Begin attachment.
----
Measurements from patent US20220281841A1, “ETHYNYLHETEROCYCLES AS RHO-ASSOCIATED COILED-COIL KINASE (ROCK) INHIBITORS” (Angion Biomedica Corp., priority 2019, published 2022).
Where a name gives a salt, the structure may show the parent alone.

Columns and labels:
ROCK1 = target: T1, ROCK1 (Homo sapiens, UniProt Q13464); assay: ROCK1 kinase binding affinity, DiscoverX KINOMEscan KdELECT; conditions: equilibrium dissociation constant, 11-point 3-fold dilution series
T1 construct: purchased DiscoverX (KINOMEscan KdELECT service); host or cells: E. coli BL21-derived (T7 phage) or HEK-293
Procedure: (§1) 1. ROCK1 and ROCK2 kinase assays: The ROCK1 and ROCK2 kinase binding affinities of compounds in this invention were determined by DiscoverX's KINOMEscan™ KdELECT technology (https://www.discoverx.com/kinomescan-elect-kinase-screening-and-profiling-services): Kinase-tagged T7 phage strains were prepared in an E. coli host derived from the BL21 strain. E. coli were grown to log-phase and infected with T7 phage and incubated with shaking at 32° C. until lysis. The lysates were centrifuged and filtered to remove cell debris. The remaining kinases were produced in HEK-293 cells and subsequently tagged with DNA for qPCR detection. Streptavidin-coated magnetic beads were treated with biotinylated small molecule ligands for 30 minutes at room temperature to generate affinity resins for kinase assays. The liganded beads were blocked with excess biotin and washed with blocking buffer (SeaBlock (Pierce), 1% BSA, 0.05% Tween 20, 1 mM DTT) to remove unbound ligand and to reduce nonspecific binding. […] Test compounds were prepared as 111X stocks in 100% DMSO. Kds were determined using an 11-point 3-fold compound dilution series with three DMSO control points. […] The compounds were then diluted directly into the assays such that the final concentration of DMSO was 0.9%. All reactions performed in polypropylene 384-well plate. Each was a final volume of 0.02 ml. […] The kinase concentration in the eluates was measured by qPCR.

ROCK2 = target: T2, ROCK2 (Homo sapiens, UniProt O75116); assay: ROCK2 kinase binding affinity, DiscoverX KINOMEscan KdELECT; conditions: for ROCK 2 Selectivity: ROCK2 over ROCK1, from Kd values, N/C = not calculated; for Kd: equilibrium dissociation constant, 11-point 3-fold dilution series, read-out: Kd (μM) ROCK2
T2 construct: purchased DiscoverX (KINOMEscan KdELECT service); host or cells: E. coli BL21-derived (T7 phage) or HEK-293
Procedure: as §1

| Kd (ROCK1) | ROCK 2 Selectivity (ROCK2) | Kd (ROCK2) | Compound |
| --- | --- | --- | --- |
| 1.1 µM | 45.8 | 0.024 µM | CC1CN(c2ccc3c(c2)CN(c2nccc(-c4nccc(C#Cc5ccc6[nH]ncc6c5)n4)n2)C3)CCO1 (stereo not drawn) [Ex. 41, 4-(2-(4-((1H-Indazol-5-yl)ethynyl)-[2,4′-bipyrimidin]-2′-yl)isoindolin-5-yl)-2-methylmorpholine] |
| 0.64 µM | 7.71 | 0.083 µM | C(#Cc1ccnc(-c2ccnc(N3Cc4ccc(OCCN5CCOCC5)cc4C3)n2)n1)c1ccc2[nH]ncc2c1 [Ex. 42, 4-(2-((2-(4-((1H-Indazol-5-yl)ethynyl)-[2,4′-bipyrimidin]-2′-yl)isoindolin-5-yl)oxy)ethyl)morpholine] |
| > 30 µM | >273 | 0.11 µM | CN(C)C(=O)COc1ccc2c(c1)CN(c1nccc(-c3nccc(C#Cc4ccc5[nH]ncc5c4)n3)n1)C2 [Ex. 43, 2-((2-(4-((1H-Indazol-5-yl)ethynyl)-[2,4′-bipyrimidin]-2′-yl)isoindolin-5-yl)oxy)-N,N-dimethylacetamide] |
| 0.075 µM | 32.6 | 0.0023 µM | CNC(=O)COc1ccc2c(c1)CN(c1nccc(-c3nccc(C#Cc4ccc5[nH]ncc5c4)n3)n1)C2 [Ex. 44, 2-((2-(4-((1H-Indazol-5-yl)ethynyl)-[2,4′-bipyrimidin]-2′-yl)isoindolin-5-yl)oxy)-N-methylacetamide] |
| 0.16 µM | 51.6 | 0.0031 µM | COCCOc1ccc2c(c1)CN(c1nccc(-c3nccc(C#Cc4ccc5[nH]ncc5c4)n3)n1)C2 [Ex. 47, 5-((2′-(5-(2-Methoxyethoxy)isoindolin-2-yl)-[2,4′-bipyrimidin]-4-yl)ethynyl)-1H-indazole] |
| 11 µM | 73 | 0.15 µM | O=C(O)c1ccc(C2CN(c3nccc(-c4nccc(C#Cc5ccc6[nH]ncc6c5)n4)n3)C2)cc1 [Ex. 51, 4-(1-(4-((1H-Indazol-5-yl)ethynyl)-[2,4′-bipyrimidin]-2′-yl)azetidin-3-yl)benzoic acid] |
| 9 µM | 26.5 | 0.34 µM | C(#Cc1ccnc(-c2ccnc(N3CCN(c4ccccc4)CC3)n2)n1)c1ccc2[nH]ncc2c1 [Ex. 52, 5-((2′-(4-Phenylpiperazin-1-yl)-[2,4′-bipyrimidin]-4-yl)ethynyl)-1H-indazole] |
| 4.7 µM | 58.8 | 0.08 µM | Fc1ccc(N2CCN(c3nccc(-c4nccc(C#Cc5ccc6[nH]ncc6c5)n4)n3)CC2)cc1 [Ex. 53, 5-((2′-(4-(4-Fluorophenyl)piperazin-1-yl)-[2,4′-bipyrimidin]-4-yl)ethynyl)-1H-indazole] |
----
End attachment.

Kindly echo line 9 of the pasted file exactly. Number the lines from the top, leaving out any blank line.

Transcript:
Procedure: as §1